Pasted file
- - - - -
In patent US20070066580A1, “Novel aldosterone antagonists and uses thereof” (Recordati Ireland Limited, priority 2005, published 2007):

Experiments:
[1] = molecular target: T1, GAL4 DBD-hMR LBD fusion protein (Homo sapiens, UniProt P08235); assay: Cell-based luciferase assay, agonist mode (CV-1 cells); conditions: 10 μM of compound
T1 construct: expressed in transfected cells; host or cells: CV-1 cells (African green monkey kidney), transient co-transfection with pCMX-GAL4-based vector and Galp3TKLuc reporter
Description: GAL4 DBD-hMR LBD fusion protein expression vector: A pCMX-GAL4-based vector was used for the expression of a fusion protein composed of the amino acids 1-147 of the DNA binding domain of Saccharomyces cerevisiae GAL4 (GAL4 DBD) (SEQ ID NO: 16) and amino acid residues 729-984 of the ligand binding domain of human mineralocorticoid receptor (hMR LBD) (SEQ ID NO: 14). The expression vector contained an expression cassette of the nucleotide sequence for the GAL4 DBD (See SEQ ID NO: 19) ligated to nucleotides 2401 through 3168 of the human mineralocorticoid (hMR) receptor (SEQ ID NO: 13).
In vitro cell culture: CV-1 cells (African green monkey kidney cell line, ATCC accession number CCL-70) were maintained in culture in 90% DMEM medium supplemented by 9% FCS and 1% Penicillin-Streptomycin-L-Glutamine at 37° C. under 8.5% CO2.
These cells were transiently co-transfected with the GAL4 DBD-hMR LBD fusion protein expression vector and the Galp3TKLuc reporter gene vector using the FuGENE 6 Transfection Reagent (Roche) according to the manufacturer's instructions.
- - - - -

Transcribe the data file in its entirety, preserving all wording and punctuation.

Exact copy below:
In patent US20070066580A1, “Novel aldosterone antagonists and uses thereof” (Recordati Ireland Limited, priority 2005, published 2007):

Experiments:
[1] = molecular target: T1, GAL4 DBD-hMR LBD fusion protein (Homo sapiens, UniProt P08235); assay: Cell-based luciferase assay, agonist mode (CV-1 cells); conditions: 10 μM of compound
T1 construct: expressed in transfected cells; host or cells: CV-1 cells (African green monkey kidney), transient co-transfection with pCMX-GAL4-based vector and Galp3TKLuc reporter
Description: GAL4 DBD-hMR LBD fusion protein expression vector: A pCMX-GAL4-based vector was used for the expression of a fusion protein composed of the amino acids 1-147 of the DNA binding domain of Saccharomyces cerevisiae GAL4 (GAL4 DBD) (SEQ ID NO: 16) and amino acid residues 729-984 of the ligand binding domain of human mineralocorticoid receptor (hMR LBD) (SEQ ID NO: 14). The expression vector contained an expression cassette of the nucleotide sequence for the GAL4 DBD (See SEQ ID NO: 19) ligated to nucleotides 2401 through 3168 of the human mineralocorticoid (hMR) receptor (SEQ ID NO: 13).
In vitro cell culture: CV-1 cells (African green monkey kidney cell line, ATCC accession number CCL-70) were maintained in culture in 90% DMEM medium supplemented by 9% FCS and 1% Penicillin-Streptomycin-L-Glutamine at 37° C. under 8.5% CO2.
These cells were transiently co-transfected with the GAL4 DBD-hMR LBD fusion protein expression vector and the Galp3TKLuc reporter gene vector using the FuGENE 6 Transfection Reagent (Roche) according to the manufacturer's instructions.